For John Behle - Posted by Ben

Posted by CarolFL on May 11, 1999 at 07:09:41:


For John Behle - Posted by Ben

Posted by Ben on May 07, 1999 at 06:04:12:


I have targeted a distressed commercial property in my area in bank foreclosure. The bank (large institution) that holds the mortgage has agreed to sell it to me. Now I just have to make my offer. Obviously I want a discount but I do not want to come in so low that I blow the deal. On the one hand I know that they want nothing more to do with this company (the borrower) because they are defaulting all over the place. Everything they own is in foreclosure so the bank is definitely motivated to be rid of them. On the other hand, there is a substantial amount of equity in this
property so that even if I paid face value it would be a phenomenal deal. Should I just suck it up and pay full value
or is there a rule of thumb that says any note in default
should automaticaly be discounted, and if so by how much?

Thanks for your input. Ben

It’s hard to offend an institution - but try anyway! - Posted by John Behle

Posted by John Behle on May 07, 1999 at 11:30:05:

I doubt you would offend them. They are business people and have probably written the loan off anyway. At a certain point with a bank, a loan has to be written off. All of a sudden the asset becomes a liability and they can be nearly ready to give it away to get it off their books.

We commonly pay 25-50% for defaulted loans. Of course, the more secure and confident the lender feels, the more they will want. What you want to try to avoid is the lender that tells you years later that he would have taken less.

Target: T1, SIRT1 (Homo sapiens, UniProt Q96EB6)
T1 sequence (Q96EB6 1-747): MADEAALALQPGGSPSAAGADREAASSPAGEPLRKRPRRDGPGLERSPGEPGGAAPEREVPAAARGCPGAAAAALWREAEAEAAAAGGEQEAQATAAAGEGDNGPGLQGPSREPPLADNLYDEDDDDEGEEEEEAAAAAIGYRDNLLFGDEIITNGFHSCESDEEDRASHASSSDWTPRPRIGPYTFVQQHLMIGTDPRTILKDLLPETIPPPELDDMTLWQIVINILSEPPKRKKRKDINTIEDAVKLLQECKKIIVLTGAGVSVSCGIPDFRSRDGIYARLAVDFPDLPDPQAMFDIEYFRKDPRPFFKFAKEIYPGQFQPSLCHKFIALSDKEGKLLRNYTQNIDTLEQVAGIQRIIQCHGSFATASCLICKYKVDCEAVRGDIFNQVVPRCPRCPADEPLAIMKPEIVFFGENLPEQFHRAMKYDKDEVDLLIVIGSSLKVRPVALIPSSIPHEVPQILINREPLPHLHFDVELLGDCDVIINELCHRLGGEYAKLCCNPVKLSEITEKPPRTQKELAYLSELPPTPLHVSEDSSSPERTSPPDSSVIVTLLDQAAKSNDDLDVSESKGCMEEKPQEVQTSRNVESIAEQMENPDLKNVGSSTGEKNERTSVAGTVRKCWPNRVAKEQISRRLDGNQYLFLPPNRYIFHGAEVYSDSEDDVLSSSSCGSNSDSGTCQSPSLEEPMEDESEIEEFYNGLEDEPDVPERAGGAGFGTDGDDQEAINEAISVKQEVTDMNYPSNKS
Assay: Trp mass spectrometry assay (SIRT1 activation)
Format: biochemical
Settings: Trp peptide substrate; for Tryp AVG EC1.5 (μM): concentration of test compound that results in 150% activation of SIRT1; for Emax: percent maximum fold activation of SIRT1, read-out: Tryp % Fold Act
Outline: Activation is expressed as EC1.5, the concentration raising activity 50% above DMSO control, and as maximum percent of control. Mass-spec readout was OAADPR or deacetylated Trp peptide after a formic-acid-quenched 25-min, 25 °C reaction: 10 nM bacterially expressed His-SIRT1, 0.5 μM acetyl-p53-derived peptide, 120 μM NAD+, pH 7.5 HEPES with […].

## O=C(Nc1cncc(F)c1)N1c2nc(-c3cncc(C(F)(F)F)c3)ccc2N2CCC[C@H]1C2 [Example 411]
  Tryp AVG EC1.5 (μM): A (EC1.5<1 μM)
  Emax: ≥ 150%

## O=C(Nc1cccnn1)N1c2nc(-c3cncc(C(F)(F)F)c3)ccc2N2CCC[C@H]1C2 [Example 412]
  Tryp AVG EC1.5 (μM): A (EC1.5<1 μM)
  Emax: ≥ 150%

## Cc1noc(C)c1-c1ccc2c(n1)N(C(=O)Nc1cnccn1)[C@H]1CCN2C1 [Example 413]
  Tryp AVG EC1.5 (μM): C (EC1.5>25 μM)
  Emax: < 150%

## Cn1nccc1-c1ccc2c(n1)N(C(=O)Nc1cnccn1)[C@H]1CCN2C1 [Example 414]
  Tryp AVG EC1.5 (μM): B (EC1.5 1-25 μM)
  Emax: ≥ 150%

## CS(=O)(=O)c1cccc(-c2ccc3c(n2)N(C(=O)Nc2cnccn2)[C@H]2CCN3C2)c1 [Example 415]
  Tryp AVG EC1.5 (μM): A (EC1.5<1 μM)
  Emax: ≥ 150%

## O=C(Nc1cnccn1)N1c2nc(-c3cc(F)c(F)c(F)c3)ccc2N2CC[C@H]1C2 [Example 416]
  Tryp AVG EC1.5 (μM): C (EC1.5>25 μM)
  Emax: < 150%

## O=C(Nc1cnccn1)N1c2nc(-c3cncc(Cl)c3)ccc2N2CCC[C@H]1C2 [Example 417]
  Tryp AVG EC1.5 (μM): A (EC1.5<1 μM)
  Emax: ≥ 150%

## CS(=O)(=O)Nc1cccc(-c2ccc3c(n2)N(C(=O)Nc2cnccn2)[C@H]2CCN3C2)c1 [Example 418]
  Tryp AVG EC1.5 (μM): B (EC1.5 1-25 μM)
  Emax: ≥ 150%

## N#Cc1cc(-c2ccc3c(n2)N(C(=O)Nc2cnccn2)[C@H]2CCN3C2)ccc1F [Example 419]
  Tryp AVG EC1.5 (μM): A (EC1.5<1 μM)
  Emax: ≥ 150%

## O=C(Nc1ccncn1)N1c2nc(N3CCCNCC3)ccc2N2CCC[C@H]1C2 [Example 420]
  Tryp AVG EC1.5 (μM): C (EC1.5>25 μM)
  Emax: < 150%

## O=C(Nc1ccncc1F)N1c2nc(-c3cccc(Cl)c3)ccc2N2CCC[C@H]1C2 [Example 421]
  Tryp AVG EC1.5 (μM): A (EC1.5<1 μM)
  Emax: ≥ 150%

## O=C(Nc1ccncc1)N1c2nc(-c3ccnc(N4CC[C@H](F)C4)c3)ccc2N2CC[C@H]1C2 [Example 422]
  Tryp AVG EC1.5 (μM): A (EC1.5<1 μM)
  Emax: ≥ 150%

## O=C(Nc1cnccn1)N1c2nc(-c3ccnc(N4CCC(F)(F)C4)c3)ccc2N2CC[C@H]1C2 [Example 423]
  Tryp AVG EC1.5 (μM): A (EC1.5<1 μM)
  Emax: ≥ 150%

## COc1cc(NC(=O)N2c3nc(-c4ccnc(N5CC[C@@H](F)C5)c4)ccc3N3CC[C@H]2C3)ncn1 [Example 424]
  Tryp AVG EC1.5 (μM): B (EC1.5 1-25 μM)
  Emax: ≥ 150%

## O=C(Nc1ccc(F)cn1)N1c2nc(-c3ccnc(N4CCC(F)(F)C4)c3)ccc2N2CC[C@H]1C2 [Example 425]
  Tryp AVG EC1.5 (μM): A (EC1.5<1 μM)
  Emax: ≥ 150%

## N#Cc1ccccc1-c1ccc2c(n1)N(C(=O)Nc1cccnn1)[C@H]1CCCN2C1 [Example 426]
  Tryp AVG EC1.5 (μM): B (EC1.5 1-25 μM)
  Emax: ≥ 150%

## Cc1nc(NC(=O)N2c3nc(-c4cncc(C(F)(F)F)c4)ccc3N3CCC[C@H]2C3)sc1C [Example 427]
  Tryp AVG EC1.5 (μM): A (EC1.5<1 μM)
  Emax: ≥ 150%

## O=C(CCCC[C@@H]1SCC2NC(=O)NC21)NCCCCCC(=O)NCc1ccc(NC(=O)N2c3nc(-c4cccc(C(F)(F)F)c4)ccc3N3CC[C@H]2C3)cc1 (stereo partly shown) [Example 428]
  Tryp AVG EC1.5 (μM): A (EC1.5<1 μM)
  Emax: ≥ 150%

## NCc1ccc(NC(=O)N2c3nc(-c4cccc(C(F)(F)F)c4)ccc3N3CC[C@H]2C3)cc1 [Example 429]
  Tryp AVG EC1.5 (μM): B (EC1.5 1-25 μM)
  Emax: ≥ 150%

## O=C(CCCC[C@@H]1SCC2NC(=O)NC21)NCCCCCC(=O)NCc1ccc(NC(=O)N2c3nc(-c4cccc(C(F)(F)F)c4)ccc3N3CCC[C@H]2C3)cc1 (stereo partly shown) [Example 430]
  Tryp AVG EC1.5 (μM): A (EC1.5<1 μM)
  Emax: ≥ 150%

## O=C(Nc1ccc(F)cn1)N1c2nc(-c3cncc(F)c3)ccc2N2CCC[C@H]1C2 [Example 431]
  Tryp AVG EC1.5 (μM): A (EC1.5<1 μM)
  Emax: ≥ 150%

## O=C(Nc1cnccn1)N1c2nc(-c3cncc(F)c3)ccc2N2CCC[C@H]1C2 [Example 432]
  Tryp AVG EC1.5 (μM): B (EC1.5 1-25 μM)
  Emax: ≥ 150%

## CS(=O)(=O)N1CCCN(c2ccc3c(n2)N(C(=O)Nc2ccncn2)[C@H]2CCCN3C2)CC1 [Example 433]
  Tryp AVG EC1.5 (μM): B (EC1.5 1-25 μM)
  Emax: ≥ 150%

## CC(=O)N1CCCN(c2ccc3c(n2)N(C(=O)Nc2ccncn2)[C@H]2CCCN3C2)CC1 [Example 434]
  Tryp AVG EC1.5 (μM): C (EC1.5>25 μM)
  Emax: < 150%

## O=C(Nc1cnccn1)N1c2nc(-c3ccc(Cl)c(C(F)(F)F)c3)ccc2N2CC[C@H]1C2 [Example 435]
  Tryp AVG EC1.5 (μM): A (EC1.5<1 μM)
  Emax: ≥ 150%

We had one note we negotiated to buy at 50% of value. Why? It was the “GUTS” factor. $850,000 was the lowest price we had the guts to offer the lender for his $1,700,000 loan on a commercial property. They told us years later they would have taken $100,000 less.

Your particular lender should be very worried about bankruptcy and a long drawn out process. You need to weigh the bankruptcy risk also.

The lender’s personal circumstances can make a big difference. If they have a lot of REO on their books, they can hit a point where they nearly give it away. We had our largest bank a few years bank drop a bond rating over their REO (Real Estate Owned - property they have foreclosed on and not liquidated). Dropping a bond rating is un-believably expensive for the bank. It means ALL the money they borrow costs more and the price of their stock goes down. They started nearly giving away REO to get their rating back up.

Another potential penalty for a bank is to actually get shut down. Excess REO is usually the cause. You need to realize that it makes little difference for them to take a discount on a “Non-performing” note or asset. They one I referenced earlier? Dropping nearly a million dollars through their discount didn’t even cause them to blink. I doubt it even caused a drop in their dividend that quarter. Just no big deal for them.